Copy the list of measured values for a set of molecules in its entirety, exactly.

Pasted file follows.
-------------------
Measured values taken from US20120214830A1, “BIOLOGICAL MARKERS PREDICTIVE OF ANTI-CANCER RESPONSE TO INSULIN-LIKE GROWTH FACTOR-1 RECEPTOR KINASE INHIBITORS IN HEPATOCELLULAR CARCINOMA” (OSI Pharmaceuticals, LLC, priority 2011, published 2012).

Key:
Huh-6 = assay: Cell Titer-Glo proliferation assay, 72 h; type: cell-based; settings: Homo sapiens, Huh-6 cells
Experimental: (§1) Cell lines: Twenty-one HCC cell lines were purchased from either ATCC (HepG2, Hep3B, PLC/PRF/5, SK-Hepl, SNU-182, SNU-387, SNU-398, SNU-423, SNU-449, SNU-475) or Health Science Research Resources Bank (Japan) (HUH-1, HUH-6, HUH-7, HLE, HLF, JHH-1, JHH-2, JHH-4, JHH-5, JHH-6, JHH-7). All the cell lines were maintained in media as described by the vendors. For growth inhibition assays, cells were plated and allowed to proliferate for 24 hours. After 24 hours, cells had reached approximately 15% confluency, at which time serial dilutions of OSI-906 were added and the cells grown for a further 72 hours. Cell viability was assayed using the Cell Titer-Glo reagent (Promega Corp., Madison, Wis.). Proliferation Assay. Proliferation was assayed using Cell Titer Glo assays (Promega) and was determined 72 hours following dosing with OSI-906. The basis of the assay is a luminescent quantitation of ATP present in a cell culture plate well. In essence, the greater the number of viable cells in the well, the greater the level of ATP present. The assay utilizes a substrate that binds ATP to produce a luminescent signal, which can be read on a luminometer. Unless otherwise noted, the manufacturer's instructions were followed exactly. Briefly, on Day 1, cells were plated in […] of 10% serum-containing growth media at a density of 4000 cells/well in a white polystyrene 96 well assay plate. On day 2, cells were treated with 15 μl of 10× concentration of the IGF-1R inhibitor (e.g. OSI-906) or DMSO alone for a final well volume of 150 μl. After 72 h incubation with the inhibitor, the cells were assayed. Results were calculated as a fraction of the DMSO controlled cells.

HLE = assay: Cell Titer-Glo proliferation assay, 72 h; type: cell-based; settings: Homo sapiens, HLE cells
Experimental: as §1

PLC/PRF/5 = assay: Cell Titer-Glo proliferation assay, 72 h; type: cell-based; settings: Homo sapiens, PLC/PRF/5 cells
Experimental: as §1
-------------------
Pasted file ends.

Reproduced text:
Measured values taken from US20120214830A1, “BIOLOGICAL MARKERS PREDICTIVE OF ANTI-CANCER RESPONSE TO INSULIN-LIKE GROWTH FACTOR-1 RECEPTOR KINASE INHIBITORS IN HEPATOCELLULAR CARCINOMA” (OSI Pharmaceuticals, LLC, priority 2011, published 2012).

Key:
Huh-6 = assay: Cell Titer-Glo proliferation assay, 72 h; type: cell-based; settings: Homo sapiens, Huh-6 cells
Experimental: (§1) Cell lines: Twenty-one HCC cell lines were purchased from either ATCC (HepG2, Hep3B, PLC/PRF/5, SK-Hepl, SNU-182, SNU-387, SNU-398, SNU-423, SNU-449, SNU-475) or Health Science Research Resources Bank (Japan) (HUH-1, HUH-6, HUH-7, HLE, HLF, JHH-1, JHH-2, JHH-4, JHH-5, JHH-6, JHH-7). All the cell lines were maintained in media as described by the vendors. For growth inhibition assays, cells were plated and allowed to proliferate for 24 hours. After 24 hours, cells had reached approximately 15% confluency, at which time serial dilutions of OSI-906 were added and the cells grown for a further 72 hours. Cell viability was assayed using the Cell Titer-Glo reagent (Promega Corp., Madison, Wis.). Proliferation Assay. Proliferation was assayed using Cell Titer Glo assays (Promega) and was determined 72 hours following dosing with OSI-906. The basis of the assay is a luminescent quantitation of ATP present in a cell culture plate well. In essence, the greater the number of viable cells in the well, the greater the level of ATP present. The assay utilizes a substrate that binds ATP to produce a luminescent signal, which can be read on a luminometer. Unless otherwise noted, the manufacturer's instructions were followed exactly. Briefly, on Day 1, cells were plated in […] of 10% serum-containing growth media at a density of 4000 cells/well in a white polystyrene 96 well assay plate. On day 2, cells were treated with 15 μl of 10× concentration of the IGF-1R inhibitor (e.g. OSI-906) or DMSO alone for a final well volume of 150 μl. After 72 h incubation with the inhibitor, the cells were assayed. Results were calculated as a fraction of the DMSO controlled cells.

HLE = assay: Cell Titer-Glo proliferation assay, 72 h; type: cell-based; settings: Homo sapiens, HLE cells
Experimental: as §1

PLC/PRF/5 = assay: Cell Titer-Glo proliferation assay, 72 h; type: cell-based; settings: Homo sapiens, PLC/PRF/5 cells
Experimental: as §1